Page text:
74 / 100
A bretted, barrel-aged version of their Big Hoppy Brown, apparently. Tried on tap at the Brewery in Denver.
Pours a ruddy brown colour, with a fine, frothy edge around the glass. Body is light for 10%. Carbonation is rapid and thin. Long edges of lace streak down the glass. Minimal body overall, which is the only oddity.
Nose is very pleasant. There's a mild tartness, melded with rounded, smoky dark malt. Hints of marzipan, melted vanilla ice cream, cut grass and paint. It's complex and very good.
Taste is also decent. It starts rounded and brown, with a bit of fruit and some savoury malt around the outside. Slightly tannic towards the back, with a bit of barrel and red wine. Sourness is also present, but it combines with the tannins to complement one another. Finish is slightly sweaty and dank.
Feel is grippy with tannins. It's an experience.
It's good stuff. It's complex, tannic (did I mention tannic) and bold. The 10% alcohol is well hidden, which aids the drinkability too. It's a tasty beer.
83 / 100
Tried on tap at the brewery in a strip mall in Denver. Dry hopped with Nelson Sauvin.
Pours a very, very pale yellow gold, with a flimsy, bubbly white head. Carbonation is pleasantly fine. No lace. Looks light, but good.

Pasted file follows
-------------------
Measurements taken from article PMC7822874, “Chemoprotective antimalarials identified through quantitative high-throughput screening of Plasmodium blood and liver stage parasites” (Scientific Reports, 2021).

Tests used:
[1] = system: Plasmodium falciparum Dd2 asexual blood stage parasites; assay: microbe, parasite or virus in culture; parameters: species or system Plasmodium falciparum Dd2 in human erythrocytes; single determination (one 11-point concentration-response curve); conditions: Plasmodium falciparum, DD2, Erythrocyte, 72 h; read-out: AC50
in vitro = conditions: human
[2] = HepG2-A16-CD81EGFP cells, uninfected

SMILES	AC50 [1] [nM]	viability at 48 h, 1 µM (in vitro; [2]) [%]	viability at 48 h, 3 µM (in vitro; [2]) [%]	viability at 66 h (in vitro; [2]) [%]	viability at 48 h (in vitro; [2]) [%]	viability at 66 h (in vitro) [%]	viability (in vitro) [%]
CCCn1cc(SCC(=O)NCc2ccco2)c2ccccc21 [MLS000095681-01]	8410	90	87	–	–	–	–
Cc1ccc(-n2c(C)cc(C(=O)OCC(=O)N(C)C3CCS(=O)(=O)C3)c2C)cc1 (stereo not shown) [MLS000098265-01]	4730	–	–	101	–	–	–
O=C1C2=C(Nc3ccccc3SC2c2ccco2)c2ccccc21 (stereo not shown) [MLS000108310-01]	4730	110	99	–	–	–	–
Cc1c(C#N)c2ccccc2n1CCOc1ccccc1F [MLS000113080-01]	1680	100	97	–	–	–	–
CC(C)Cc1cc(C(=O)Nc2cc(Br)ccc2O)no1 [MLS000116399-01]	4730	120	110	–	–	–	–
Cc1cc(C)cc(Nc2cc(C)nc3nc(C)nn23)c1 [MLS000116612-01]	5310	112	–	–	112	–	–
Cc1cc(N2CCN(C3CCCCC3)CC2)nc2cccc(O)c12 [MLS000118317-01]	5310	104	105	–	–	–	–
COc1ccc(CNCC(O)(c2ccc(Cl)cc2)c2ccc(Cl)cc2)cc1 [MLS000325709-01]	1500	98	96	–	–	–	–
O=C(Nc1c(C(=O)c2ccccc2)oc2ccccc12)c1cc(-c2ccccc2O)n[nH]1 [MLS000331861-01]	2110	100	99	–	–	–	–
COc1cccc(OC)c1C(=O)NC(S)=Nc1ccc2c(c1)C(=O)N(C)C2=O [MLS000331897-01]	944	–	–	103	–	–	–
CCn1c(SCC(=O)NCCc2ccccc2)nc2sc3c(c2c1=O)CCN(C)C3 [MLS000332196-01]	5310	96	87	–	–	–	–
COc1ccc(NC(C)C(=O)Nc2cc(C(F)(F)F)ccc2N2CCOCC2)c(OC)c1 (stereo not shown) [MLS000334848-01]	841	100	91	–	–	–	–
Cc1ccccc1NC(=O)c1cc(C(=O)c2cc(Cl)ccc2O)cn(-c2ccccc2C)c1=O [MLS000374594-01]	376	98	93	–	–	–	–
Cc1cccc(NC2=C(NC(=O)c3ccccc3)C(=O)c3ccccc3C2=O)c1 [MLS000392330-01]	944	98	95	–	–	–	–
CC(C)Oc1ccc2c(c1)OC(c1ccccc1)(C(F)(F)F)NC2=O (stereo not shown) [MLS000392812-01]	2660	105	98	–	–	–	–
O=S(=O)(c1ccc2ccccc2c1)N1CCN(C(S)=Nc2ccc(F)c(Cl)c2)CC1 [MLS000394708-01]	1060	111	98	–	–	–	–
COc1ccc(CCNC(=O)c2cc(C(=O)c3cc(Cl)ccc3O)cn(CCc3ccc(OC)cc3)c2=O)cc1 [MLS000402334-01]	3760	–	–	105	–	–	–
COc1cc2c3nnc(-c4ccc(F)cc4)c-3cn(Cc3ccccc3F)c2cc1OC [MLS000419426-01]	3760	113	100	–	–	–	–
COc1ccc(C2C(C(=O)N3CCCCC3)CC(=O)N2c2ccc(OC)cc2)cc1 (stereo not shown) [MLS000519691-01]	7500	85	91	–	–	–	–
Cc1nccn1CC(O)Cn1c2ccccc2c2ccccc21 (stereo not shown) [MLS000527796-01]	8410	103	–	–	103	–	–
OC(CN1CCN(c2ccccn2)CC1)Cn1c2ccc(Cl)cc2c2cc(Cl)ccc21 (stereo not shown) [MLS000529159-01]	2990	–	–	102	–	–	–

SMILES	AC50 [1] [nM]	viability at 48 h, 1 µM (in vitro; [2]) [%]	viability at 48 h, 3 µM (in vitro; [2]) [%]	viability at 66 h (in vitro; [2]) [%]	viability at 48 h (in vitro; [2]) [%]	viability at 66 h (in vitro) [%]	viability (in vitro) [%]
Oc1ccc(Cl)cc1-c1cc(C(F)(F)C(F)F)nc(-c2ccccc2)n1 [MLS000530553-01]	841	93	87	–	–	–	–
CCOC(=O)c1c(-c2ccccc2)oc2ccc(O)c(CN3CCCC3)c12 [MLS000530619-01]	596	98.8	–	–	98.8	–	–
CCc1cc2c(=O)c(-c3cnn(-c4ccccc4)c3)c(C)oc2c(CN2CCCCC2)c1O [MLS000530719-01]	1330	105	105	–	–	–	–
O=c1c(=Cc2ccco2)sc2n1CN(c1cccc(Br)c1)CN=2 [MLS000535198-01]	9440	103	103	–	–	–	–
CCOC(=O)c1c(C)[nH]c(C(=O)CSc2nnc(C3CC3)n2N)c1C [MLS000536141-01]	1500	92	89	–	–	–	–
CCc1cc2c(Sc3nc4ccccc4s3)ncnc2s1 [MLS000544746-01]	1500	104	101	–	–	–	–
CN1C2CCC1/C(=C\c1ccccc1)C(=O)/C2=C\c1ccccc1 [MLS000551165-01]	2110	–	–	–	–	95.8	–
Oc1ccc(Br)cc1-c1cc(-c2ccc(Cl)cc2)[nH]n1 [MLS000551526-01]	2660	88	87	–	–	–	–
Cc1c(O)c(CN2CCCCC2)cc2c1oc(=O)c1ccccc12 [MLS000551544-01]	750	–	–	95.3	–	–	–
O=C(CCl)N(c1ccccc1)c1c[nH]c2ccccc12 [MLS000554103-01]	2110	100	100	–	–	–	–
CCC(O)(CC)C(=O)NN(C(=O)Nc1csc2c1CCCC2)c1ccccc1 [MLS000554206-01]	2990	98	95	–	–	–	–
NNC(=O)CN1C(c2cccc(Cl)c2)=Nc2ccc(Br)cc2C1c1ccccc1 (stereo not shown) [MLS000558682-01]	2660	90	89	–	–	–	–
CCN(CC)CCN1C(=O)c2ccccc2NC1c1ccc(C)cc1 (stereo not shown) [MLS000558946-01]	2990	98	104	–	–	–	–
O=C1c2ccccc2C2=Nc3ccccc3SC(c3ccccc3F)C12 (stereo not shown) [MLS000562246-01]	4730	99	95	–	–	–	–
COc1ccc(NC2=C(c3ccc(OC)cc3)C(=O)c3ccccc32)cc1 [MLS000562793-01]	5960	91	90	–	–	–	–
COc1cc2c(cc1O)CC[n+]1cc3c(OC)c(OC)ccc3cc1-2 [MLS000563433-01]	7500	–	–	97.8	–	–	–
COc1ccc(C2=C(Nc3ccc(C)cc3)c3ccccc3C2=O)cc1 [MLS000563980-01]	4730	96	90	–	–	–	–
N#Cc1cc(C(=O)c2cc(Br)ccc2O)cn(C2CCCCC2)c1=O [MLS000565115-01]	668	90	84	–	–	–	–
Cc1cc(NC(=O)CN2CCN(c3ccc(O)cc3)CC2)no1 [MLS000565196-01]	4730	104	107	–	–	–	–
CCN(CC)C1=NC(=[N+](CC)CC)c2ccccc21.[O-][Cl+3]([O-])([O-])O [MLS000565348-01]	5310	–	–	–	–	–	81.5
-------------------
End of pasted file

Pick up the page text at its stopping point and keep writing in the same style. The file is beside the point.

Nose is ace. Noticeable Nelson Sauvin character, with a brighter sheen of coconut, coriander, and a tart briny seaweed salt. It's a proper gose nose, but balanced and done really well.
Taste is awesome. Even better than the nose. It's briny, tart and green from the Nelson Sauvin, with a peppery spice on the back. But everything is tied to the acid, which comes through cleanly and pleasantly. Finish is sherbetty, with touches of nori and Riesling. This is ace stuff.
Feel is sharp and clean in the entry, with a slight stickiness in the back.
Amazingly drinkable and fresh. This is easily one of the best goses I've had. If anything, this now shows me what the style can do, and why it's good. To this point I've been a little skeptical.